4. I read the “interview” and I call horse manure. He’s doing a “poor me” riff taken from the excuses of this generation of slackers (he can’t even make his own excuses!) and he thinks he’ll fool people again and they’ll give him another chance after he goes through “rehab”. I’m not buying it. He may have felt pressured after the publication of his first piece of work, but nobody stuck a gun to his head and told him to hurry up and write a novel. That was his choice. He was too lazy to learn how to write properly so he stole from others to further his own agenda. End of story.

  5. Substitute “once the paper was assigned” at the beginning of his second paragraph, and it’s the same excuse I’ve heard from hundreds of middle school and high school students justifying why they plagiarized. Puh-lease.

  6. I am amazed, and I just don’t know how he didn’t get caught. Especially by his own publisher/editor.
    Ditto Heathers comment…

  7. Writing is work, but writing an entire book which is cut’n’pasted from other books is damned difficult. I know because I tried writing a simple 750 word story for the “Sloppy Seconds With Opal Mehta” Contest where you, as “writer,” plagiarize as much as you want, for a sort-of original story.
    It’s not as easy as it sounds. Aside from the fact that Quentin Rowan is a thieving bastard who should be prosecuted to the fullest, he obviously has a certain talent for cobbling various book passages together to form “a coherent novel.” That, to me, that is amazing.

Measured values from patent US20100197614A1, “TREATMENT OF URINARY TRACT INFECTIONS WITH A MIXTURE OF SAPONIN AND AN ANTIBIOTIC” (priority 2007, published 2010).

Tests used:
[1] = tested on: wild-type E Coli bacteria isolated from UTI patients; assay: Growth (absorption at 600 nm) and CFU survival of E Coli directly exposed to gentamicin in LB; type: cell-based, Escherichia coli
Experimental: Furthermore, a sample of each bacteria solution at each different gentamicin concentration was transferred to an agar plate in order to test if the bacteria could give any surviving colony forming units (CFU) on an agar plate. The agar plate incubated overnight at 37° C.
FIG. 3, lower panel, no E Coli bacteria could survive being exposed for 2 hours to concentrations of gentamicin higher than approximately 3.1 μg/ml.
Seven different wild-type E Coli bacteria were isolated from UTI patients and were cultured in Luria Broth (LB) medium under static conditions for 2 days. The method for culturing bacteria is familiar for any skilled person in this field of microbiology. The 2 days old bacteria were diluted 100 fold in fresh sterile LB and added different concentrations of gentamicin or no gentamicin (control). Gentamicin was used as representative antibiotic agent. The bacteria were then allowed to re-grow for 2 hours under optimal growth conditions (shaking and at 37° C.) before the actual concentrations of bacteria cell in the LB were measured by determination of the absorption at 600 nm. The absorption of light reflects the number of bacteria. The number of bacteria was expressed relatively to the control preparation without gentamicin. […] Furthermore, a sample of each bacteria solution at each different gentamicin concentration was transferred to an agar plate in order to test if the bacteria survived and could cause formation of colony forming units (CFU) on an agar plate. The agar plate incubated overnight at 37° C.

8. Many thanks, Lee, for this post. It is a remarkably clear example, a real text-book case, of what happens to any of us, inwardly, when we do not follow the rules contained within the moral order.
    This example shows that nobody really gets away with anything, that although the crime is abhorrent, the criminal is to be pitied and, if possible, helped in his or her struggle to get back to the straight and narrow path unto life, the path that leads to greater growth, greater love, and wholeness of character. Whatever path does this for us, is our true path, that’s how we know. And whatever path(s) lead to the division within of our parts, is the wrong path(s) for us.
    But, going down a wrong path, how do we change? As in the example, he has some wrong beliefs. To take just one, he sees himself as “a failed literary writer.” If he changes this view of himself to something like, “my first success is just ahead of me,” his outlook, feelings and behaviour will change. And he will again find himself, perhaps, and reintegrate inwardly, and become a person who is contributing to life, and finding it growing again within him.
    Nobody really gets away with anything, which is why persons should be treated with mercy and compassion, and why we should treat our selves this way. Personal redemption is always possible, especially with the help of a Higher Power.

  9. You know, I’m finding myself agreeing with Kitty and Gerard. It DOES take a certain high-quality talent to cobble scenes from various spy books together so that they make a really popular story. He would have been okay if he had rewritten the story in his own words. The mistake was to keep the various scenes as the other writers had written them.
    It happens all the time that writers RETELL a basic story plot. This is the essence of genre. And they take the best scenes ever written in the genre and rewrite them with various twists and additions. That’s fair, if the retelling is in their own words.
    I recall that one music producer took the best cuts from many Beatles’ songs, put them together, and got a hit record. The record, as I remember, was really catchy. So what Mr. Duns needs to do is to be honest about WHAT he is doing, and to write the scenes in his own words. He just might write the best spy novel ever written.